The Texas First Court of Appeals has overturned a Galveston judge's order preventing jurors who served in the BP Texas City refinery explosion civil trial from discussing the case publicly until litigation is resolved. The appeals court ruled that District Judge Susan Criss' September gag order is unconstitutional. The Houston Chronicle and Galveston Daily News had appealed Criss' order. The trial involving four plaintiffs ended in mid-September when a settlement was announced.
ExxonMobil's third-quarter profit fell ten percent as it suffered lower refining and chemical margins. The Irving-based oil giant's quarterly net income of $9.41 billion fell short of the expectations of Wall Street analysts. Its profit in the third quarter of 2006 was the second-largest ever recorded by a publicly traded U.S. company. Revenue rose three percent to $102.3 billion. Analysts surveyed by Thomson Financial had expected revenue of 112.97 billion.
KBR credits Iraq-related work, in part, for a nine-fold increase in its third-quarter profit. The Houston-based military, construction and engineering contractor also credits a gain on the sale of interest in an Algerian joint venture and comparison with year-ago results hurt by a hefty charge. Earnings for the former Halliburton subsidiary jumped to $63 million. That includes an $18 million gain from the sale of a stake in the Algerian joint venture. Income from continuing operations rose to $60 million. Year-ago results included a $32 million impairment charge related to an equity investment in the Alice Springs-Darwin railroad project in Australia. Quarterly revenue fell two percent to $2.18 billion, but that still beat the analysts' projection of $2.16 billion.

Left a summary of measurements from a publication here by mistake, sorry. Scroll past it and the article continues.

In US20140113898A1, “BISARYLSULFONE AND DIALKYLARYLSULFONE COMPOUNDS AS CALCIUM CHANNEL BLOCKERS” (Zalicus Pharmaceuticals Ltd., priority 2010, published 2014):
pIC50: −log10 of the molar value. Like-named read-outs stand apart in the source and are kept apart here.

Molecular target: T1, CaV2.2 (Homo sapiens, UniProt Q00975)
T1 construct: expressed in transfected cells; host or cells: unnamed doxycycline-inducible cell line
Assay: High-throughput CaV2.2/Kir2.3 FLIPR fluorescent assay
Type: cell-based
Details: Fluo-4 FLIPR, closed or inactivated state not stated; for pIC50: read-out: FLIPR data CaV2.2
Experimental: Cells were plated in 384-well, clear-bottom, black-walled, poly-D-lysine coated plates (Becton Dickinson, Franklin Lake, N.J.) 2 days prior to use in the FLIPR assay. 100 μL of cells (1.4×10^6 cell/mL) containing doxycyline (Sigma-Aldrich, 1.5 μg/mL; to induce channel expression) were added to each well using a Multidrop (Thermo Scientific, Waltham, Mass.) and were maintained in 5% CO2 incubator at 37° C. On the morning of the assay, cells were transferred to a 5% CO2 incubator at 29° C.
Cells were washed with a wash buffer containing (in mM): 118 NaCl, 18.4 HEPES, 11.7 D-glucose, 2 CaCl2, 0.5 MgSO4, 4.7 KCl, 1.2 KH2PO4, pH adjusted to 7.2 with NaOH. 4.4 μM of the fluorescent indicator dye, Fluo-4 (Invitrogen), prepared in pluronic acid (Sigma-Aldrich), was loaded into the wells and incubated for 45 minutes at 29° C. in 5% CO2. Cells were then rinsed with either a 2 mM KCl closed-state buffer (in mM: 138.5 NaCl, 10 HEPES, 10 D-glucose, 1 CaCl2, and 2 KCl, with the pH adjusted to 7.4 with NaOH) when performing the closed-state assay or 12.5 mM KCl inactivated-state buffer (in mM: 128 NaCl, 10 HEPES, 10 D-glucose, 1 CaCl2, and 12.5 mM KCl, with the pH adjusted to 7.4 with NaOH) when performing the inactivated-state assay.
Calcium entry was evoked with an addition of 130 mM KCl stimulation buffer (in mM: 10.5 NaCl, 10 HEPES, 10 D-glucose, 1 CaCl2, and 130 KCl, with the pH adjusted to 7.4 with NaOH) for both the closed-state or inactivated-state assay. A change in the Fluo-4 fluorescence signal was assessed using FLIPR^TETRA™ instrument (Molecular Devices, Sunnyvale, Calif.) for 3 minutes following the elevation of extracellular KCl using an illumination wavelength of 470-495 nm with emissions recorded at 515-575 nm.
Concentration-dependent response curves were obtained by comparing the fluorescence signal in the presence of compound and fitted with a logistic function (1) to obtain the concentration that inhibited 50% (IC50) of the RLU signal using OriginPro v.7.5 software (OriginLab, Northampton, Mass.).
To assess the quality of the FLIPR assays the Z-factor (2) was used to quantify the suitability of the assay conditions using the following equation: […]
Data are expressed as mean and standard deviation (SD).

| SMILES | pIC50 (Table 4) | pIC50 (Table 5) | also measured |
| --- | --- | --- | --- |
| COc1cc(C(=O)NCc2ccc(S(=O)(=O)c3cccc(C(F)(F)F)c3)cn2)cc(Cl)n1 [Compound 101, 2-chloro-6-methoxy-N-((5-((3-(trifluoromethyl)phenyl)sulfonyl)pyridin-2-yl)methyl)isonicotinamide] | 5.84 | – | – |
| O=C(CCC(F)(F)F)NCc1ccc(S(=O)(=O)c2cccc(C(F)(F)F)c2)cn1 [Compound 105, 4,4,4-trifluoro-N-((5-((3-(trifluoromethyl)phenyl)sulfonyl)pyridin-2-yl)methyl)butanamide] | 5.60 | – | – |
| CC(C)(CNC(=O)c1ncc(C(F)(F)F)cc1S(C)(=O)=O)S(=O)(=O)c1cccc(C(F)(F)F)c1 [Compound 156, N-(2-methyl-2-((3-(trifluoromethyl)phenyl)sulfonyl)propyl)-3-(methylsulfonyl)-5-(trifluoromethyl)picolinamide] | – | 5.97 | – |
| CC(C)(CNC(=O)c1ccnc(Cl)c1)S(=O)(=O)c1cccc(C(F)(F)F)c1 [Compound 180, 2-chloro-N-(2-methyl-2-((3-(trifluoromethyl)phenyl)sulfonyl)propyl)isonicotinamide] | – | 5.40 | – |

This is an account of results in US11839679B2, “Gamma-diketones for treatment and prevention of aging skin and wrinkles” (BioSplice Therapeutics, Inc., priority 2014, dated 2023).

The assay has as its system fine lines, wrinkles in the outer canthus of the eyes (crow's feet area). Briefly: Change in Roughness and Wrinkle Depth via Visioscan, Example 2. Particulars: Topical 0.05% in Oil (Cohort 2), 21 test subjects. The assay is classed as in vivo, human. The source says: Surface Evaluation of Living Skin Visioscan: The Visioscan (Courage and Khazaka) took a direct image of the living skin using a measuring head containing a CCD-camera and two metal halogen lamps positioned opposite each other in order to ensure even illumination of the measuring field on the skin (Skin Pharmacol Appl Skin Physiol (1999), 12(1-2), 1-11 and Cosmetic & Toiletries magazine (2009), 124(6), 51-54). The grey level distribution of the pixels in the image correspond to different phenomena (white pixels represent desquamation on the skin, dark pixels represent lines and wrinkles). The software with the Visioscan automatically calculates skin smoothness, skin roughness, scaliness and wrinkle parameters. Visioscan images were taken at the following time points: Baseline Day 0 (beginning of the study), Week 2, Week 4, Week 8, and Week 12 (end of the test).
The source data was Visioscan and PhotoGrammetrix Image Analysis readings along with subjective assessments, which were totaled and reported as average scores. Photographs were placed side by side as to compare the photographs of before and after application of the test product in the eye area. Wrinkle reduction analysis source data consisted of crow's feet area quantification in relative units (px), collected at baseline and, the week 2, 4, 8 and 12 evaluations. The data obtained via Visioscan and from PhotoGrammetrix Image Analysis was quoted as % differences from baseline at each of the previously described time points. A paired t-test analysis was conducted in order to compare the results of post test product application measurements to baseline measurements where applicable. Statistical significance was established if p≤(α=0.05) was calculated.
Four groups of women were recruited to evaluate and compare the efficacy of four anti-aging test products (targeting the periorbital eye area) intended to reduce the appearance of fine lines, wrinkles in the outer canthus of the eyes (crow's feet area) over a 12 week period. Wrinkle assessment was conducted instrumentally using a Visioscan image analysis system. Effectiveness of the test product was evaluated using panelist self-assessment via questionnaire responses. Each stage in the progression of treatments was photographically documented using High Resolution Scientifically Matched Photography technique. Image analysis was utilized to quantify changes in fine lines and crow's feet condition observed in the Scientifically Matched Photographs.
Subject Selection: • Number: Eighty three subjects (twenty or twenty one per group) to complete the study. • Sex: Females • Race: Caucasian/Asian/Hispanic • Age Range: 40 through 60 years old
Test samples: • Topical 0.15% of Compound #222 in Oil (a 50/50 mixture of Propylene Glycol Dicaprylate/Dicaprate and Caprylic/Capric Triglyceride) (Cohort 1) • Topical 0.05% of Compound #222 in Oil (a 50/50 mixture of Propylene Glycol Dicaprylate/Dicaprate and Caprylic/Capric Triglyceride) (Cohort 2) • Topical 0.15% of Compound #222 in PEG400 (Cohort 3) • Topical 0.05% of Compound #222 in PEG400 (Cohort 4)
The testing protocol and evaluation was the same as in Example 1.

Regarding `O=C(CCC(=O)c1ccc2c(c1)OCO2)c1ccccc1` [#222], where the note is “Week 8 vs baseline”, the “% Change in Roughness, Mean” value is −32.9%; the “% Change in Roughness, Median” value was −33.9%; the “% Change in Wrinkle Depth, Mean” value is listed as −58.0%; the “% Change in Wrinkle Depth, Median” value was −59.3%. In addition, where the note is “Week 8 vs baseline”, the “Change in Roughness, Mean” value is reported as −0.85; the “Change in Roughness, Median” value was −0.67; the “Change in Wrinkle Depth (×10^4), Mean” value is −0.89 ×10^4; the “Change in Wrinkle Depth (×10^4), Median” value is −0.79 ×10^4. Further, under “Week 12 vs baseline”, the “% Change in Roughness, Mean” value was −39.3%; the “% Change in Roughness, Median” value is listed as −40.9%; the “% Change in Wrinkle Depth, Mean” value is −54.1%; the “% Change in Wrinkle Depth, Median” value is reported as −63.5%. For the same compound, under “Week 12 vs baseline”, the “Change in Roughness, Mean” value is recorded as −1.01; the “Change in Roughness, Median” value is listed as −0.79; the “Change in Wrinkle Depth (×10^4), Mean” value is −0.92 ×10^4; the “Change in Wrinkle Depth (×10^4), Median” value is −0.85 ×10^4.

Even as the Federal Reserve delivered a hoped-for quarter-point rate cut Wednesday, it sent a message to Wall Street: that may be it for a while. In explaining the rationale, the Fed said "the pace of economic expansion will likely slow in the near term, partly reflecting the intensification of the housing correction.'' Commercial banks responded, including Bank of America, Wells Fargo and KeyCorp. By announcing that they are cutting their prime lending rate, for certain credit cards, home equity lines of credit and other loans, by a corresponding amount. The Fed says the risks to the economy from inflation "roughly balance,'' or are equal to, the risks of a serious downturn in economic growth. Previously, the risks of a recession were seen as more of a threat to the country's economic health. Analysts say the central bank will monitor developments down the road, but another rate cut is not guaranteed. The final scheduled meeting of the year is December 11th.